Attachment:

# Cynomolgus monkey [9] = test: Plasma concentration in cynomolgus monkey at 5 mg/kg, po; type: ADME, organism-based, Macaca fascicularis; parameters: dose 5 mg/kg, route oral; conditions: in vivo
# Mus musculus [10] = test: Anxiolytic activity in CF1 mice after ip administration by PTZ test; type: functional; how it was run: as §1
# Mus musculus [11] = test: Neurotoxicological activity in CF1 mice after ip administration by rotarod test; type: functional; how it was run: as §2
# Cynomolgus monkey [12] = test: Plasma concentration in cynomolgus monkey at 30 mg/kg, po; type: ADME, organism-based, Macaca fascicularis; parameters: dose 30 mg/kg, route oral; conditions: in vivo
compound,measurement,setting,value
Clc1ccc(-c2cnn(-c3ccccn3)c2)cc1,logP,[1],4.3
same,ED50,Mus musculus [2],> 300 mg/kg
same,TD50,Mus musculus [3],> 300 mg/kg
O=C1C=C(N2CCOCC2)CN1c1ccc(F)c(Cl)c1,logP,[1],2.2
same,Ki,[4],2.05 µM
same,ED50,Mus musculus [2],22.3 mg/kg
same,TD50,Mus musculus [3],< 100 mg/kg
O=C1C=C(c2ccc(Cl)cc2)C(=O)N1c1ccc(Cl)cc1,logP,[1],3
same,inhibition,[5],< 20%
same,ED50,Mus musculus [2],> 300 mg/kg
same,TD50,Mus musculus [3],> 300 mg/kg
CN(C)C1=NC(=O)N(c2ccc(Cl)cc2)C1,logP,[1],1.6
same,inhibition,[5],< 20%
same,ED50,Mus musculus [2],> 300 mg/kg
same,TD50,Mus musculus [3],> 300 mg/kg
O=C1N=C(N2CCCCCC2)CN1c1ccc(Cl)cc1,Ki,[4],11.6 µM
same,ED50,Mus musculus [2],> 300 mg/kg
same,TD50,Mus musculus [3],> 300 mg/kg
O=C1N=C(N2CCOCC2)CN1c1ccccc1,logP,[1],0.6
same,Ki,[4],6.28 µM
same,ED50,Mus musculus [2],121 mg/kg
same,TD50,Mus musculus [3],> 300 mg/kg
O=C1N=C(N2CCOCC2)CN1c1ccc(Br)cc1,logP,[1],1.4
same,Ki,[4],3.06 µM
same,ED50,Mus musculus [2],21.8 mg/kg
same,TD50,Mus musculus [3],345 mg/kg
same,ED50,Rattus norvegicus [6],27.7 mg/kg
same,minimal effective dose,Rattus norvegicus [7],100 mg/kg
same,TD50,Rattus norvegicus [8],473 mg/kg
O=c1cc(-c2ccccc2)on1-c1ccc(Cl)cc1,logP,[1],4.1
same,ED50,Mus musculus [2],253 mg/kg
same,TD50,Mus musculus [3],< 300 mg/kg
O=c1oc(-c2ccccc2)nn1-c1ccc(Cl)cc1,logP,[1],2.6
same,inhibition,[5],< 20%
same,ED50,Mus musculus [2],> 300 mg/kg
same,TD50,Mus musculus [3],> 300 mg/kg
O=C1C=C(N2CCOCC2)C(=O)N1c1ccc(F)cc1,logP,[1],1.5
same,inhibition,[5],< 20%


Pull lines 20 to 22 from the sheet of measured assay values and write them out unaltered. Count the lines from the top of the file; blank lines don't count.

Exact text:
same,TD50,Mus musculus [3],> 300 mg/kg
O=C1N=C(N2CCCCCC2)CN1c1ccc(Cl)cc1,Ki,[4],11.6 µM
same,ED50,Mus musculus [2],> 300 mg/kg